A while ago I read an interesting discussion in the LinkedIn Service Virtualization group that centered around the question whether or not to include business logic in virtual assets when implementing service virtualization. The general consensus was a clear NO, you should never include business logic in your virtual assets. The reason for this is that it makes them unnecessarily complex and increases maintenance efforts whenever the implementation (or even just the interface) of the service being simulated changes. In general, it is considered better to make your virtual assets purely data driven, and to keep full control over the data that is sent to the virtual asset, so that you can easily manage the data that is to be returned by it.
In general, I agree with the opinions voiced there. It is considered good practice to keep virtual assets as simple as possible, and an important way to achieve this is by adopting the aforementioned data driven approach. However, in a recent project where I was working on a service virtualization implementation I had no other choice than to implement a reasonable amount of business logic into some of the virtual assets.
Why? Let’s have a look.
The organization that implemented service virtualization was a central administrative body for higher education in the Netherlands, let’s call them C (for Client). Students can use C’s core application to register for university and college programs, and all information exchange between educational institutions and government institutions responsible for education went through this application as well. So, on one side we have the educational institutions, on the other side we have the government (so to speak). The virtual assets implemented simulated the interface between C and the government. The test environment for the government interface was used by the C test team, but they also provided their own test environment to the testers at the universities and colleges who wanted to do end-to-end tests:
As there were a lot of different universities (around 20) using the C test environment for their end-to-end tests, coordinating and centralizing the test data they were using was a logistical nightmare. They each received a number of test students they could use for their tests, but apart from that, C had no control over the amount and nature of tests that were performed through their test environment. As a result, there was no way to determine the amount and state of test data sent to and from the virtual asset at any given point in time.
Moreover, the virtual asset needed to remember (part of) the test data that it received. These data were required in the calculation of the response to future requests. For example, one of the operations supported by the virtual asset was determining whether a student was eligible for a certain type of financial support. This depended on the number and type of education he or she had previously enrolled in and finished.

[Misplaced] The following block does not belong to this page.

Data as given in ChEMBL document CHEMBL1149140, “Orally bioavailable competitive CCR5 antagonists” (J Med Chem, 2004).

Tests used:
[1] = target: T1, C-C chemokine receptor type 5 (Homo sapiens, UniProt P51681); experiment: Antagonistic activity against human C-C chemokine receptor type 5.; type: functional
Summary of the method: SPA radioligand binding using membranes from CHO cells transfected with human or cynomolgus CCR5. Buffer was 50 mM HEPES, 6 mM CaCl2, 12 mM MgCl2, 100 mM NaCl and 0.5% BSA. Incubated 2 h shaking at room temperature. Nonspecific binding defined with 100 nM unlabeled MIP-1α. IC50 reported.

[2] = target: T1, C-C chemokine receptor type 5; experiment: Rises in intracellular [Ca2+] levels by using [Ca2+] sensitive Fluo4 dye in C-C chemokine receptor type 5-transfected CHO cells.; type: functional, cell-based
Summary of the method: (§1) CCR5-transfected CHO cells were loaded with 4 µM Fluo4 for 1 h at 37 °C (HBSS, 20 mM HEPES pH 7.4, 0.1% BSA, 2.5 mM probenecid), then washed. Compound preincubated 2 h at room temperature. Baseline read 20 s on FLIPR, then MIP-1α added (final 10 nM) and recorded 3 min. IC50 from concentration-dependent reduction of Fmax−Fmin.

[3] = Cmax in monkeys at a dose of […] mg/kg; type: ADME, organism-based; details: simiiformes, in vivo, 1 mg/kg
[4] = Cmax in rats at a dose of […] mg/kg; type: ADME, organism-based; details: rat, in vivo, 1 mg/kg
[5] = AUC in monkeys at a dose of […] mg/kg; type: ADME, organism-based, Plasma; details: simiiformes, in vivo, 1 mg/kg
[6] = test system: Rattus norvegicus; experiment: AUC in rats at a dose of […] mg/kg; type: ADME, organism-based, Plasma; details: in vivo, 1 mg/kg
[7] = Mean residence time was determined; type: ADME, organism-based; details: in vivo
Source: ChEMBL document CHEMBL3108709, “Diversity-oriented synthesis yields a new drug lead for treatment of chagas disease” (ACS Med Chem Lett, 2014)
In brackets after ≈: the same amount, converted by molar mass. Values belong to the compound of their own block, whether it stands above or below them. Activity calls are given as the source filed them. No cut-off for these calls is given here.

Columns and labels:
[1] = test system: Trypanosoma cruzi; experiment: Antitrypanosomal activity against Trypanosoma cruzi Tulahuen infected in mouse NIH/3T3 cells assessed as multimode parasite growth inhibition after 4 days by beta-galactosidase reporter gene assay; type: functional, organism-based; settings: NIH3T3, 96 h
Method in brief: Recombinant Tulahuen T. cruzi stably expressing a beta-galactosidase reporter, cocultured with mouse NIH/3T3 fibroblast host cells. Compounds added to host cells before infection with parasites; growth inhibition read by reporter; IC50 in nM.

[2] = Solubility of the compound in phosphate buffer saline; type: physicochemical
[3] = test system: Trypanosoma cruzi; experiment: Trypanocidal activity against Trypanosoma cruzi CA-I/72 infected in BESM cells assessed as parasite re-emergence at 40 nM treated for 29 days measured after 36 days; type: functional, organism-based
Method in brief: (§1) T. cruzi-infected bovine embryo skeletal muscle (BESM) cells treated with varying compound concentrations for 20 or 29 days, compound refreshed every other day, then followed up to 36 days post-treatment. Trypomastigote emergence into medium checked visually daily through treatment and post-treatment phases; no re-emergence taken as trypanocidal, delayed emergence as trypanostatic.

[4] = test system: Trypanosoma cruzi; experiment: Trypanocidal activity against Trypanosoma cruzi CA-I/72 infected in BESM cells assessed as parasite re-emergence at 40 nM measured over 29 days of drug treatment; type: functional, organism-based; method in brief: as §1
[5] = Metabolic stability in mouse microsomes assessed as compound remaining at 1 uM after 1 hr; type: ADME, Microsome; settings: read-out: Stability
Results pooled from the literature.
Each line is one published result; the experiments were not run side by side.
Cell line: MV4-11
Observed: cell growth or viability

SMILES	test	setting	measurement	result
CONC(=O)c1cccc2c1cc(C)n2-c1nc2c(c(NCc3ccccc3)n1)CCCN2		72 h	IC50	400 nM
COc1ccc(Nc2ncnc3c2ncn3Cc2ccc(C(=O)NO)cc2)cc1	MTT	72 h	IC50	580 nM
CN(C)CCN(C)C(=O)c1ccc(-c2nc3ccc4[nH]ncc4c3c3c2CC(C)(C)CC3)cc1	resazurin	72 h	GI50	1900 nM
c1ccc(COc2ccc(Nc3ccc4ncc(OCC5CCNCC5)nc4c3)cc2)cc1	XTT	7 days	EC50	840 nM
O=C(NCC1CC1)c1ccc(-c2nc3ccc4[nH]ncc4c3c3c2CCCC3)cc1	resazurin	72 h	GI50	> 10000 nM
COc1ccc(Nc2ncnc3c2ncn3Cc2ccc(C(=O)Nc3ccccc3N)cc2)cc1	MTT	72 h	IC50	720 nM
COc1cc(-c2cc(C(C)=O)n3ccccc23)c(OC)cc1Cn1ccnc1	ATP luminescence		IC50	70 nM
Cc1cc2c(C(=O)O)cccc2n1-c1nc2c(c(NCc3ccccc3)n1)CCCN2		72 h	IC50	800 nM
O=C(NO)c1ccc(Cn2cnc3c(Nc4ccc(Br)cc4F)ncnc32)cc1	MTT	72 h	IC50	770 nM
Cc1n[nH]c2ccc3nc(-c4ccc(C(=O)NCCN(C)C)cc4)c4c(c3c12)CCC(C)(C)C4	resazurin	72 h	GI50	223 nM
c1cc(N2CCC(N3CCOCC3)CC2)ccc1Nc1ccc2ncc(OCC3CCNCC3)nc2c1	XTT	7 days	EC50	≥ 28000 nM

To enable the virtual asset to remember received data (and essentially become stateful), we hooked up a simple database to the virtual asset and stored the data entity updates we received, such as student enrollments, students finishing an education, etc., in that database. These data were then used to determine any response values that depended on both data and business logic. Simple data retrieval requests were of course implemented in data driven manner.
This deliberate choice to implement a certain – but definitely limited – amount of business logic in the virtual asset enabled not only company C, but also the organizations that depended on C’s test environments, to successfully perform realistic end-to-end test scenarios.
Once the people at company C saw the power of service virtualization, they kept filing requests for increasingly complex business logic to be implemented in the virtual asset. As any good service virtualization consultant should do, I was very cautious in implementing these features. My main argument was that Icould implement these features rather easily, but someone eventually would have to maintain them, at which point I would be long gone. In the end, we found an agreeable mix of realistic behaviour (with the added complexity) and maintainability. They were happy because they had a virtual asset they could use and provide to their partners, I was happy because I delivered a successful and maintainable service virtualization implementation.
So, yes, in most cases you should make sure your virtual assets are purely data driven when you’re implementing service virtualization. However, in some situations, implementing a bit of business logic might just make the difference between an average and a great implementation. Just remember to keep it to the bare minimum.